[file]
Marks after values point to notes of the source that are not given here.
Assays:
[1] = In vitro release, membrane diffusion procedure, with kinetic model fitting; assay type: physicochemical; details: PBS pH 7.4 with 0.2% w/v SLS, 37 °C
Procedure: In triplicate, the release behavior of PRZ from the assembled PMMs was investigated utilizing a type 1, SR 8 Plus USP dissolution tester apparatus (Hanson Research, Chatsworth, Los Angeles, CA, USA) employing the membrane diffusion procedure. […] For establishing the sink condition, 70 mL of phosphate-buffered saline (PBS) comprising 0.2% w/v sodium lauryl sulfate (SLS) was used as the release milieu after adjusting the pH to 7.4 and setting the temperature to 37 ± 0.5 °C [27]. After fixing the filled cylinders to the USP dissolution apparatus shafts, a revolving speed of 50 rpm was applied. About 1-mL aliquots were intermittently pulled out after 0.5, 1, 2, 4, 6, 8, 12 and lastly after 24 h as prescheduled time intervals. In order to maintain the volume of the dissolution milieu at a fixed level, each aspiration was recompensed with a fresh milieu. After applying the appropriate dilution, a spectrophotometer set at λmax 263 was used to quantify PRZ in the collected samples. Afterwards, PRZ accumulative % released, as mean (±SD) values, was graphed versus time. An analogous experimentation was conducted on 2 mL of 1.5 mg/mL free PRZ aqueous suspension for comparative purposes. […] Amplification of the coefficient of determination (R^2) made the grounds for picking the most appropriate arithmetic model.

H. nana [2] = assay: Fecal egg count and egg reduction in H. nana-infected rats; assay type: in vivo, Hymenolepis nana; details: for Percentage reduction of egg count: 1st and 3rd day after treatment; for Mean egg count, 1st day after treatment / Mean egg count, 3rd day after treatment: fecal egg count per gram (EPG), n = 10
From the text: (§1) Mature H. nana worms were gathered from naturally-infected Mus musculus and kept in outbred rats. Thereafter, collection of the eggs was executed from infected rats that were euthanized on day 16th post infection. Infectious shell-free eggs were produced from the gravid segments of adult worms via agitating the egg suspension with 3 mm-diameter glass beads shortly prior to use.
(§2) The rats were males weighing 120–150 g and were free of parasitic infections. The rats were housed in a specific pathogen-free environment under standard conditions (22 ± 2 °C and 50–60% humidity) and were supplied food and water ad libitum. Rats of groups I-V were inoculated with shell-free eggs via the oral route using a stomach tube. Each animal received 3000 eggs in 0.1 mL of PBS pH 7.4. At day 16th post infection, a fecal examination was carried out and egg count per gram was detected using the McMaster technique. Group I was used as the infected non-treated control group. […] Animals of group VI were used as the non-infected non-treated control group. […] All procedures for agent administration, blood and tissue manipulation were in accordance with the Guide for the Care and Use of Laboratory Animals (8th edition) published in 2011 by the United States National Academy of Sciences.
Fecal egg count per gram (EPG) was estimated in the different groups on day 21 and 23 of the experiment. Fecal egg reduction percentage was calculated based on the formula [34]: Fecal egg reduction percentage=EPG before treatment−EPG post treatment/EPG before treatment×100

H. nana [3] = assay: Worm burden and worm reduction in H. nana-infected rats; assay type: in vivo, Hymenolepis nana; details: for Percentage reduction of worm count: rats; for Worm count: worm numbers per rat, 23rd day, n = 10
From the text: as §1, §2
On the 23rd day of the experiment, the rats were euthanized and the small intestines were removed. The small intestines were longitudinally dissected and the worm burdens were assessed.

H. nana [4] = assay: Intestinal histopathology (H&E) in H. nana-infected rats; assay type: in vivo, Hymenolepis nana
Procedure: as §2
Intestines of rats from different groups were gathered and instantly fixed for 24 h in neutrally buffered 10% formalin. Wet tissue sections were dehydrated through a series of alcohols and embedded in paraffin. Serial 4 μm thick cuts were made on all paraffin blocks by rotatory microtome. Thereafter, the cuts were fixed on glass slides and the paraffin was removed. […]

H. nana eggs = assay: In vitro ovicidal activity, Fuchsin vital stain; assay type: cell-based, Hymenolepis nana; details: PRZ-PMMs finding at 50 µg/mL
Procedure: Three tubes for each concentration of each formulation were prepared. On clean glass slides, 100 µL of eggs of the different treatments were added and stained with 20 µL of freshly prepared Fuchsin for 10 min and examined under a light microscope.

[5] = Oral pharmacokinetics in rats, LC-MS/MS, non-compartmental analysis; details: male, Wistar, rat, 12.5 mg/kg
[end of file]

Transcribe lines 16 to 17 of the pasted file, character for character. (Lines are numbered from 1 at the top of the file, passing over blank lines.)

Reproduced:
Procedure: Three tubes for each concentration of each formulation were prepared. On clean glass slides, 100 µL of eggs of the different treatments were added and stained with 20 µL of freshly prepared Fuchsin for 10 min and examined under a light microscope.

[5] = Oral pharmacokinetics in rats, LC-MS/MS, non-compartmental analysis; details: male, Wistar, rat, 12.5 mg/kg